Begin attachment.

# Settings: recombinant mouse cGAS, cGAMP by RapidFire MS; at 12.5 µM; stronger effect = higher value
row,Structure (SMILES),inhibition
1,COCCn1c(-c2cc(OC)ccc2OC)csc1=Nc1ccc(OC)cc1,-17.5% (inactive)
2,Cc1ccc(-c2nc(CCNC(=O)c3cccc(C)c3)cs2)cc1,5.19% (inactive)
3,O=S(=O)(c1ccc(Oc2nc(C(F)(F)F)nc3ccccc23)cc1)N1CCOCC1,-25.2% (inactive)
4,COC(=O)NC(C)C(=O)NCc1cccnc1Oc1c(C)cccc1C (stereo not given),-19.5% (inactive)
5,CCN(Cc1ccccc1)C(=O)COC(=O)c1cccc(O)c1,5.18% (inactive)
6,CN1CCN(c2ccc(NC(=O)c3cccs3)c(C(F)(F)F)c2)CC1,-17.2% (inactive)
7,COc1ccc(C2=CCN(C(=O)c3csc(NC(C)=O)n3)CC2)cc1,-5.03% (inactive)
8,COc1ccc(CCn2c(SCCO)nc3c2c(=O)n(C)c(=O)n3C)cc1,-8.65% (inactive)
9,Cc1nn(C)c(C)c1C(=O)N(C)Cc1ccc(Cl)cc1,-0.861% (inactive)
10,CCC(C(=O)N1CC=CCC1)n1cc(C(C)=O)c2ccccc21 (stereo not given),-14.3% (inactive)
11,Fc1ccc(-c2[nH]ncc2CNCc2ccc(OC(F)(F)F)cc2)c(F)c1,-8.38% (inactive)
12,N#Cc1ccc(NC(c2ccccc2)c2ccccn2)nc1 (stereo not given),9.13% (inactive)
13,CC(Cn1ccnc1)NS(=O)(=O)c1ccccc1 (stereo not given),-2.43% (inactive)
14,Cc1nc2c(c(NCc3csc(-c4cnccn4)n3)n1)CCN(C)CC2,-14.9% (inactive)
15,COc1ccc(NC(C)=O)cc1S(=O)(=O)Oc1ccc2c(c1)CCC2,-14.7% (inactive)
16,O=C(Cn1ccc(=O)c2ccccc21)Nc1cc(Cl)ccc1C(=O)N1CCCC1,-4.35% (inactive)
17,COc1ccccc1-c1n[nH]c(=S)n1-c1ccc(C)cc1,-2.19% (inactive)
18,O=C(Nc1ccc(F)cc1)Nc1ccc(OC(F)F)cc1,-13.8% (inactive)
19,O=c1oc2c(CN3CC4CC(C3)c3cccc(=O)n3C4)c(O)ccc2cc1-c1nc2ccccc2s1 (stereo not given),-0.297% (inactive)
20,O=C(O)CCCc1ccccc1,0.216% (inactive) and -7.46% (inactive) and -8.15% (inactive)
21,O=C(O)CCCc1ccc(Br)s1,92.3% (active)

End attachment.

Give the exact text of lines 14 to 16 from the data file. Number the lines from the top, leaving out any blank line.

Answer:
12,N#Cc1ccc(NC(c2ccccc2)c2ccccn2)nc1 (stereo not given),9.13% (inactive)
13,CC(Cn1ccnc1)NS(=O)(=O)c1ccccc1 (stereo not given),-2.43% (inactive)
14,Cc1nc2c(c(NCc3csc(-c4cnccn4)n3)n1)CCN(C)CC2,-14.9% (inactive)